Stupidity is contagious. It gets us all from time to time. Even respectable companies can catch it. As I do every week, let's take a look at five dumb financial events this week that may make your head spin.
1. Zynga needs a new game face
Social gaming is a popularity contest, and Zynga (NASDAQ:ZNGA) isn't winning.
Shares of the top dog in social gaming slipped 7% on Thursday after delivering dreadful guidance.
The most recent quarter itself wasn't all that inspiring with an 18% decline in revenue. Zynga surprised the market with a small profit -- analysts were bracing for a deficit -- but the real problem is that bookings continue to shrink.
Zynga sees $225 million to $235 million in revenue for the current quarter, and that's well below the $263.6 million it just rang up, the $301.6 million it delivered a year earlier and the $261.7 million that Wall Street was settling for this time around.
Weren't new games and the new real money gambling initiative overseas supposed to turn things around? This game isn't getting any prettier.
A prankster posted a bogus press release on a website that offers free submissions, claiming that Baidu would be buying Zynga for $10 a share.
It may not be a totally outlandish idea for Baidu to snap up Zynga as a way to bone up on both mobile and have some more skin internationally, but did anyone really believe this? Some people did because Zynga's stock initially moved higher on the fake news.
Why would any company pay three times what Zynga's worth in a buyout? Since Zynga is trading close to its cash value, a buyout at its IPO price of $10 would actually be a lot more than three times its current valuation on an enterprise value basis.
3. House dressing
There are a few indications that we're in a housing bubble again, but at least one homebuilder is already falling back to Earth.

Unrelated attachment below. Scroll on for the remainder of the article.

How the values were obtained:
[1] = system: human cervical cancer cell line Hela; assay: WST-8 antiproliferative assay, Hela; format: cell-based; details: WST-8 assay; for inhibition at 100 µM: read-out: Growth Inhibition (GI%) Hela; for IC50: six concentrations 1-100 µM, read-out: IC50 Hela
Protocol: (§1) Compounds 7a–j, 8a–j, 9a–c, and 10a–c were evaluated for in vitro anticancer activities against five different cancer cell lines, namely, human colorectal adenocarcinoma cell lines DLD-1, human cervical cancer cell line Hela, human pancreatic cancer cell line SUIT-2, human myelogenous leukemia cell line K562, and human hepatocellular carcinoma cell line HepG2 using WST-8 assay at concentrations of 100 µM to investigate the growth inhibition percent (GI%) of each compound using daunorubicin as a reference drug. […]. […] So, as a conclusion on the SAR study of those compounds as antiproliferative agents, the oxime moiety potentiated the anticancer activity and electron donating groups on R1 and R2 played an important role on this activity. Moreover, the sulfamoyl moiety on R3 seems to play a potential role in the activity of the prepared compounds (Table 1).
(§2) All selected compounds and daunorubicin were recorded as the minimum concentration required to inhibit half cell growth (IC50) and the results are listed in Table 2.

NVR (NYSE:NVR) posted strong financials but fell woefully short of expectations.
The residential property developer's revenue climbed 28% to $770.3 million and earnings rose 75% to $6.84 a share. This may look snazzy, but Wall Street was betting on a profit of $8.05 a share on $840.9 million in revenue.
It also has to be problematic to see the order cancellation rate of 13.2%. That's quite a bit higher than the 10.3% rate during the prior year's quarter.
4. Apples attract worms
Apple (NASDAQ:AAPL) managed to surpass watered-down expectations for its latest quarter, but then it pulled the rug from investors with brutally disappointing guidance.
As if the lack of new product announcements in recent months wasn't bad enough, now investors are knee-deep in a quarter of flat top-line growth with a sharp decline in profitability.
Apple posted its first year-over-year decline in profitability since 2003 this week, but the current quarter is even scarier.
The faltering consumer tech giant is eyeing $33.5 billion to $35.5 billion in revenue for the new fiscal third quarter, implying a small dip on the top line at the midpoint. The real horror show here is how contracting margins are eroding earnings growth. Apple's margin and revenue guidance implies that earnings will be in the ballpark of $7 a share, embarrassingly short of both the $9.08 a share Wall Street thought it would crank out and the $9.32-a-share profit it served up a year earlier.
5. Frank LINN
LINN Energy (NASDAQOTH:LINEQ) didn't get the job done this quarter.
Revenue and earnings fell short of Wall Street expectations for the independent oil and natural gas developer. LINN's adjusted earnings of $0.16 a share were well shy of the $0.24 a share that analysts were targeting.
LINN also fell short of its production guidance. Weather issues caused shut-ins and drilling delays, leading to a daily average of just 796 million cubic feet, below its original production target of 810 million to 845 million cubic feet.
You may have followed some losers this week, but there's always time to get it right the next time.
Longtime Fool contributor Rick Munarriz has no position in any stocks mentioned. The Motley Fool recommends and owns shares of Apple and Baidu. Try any of our Foolish newsletter services free for 30 days. We Fools may not all hold the same opinions, but we all believe that considering a diverse range of insights makes us better investors. The Motley Fool has a disclosure policy.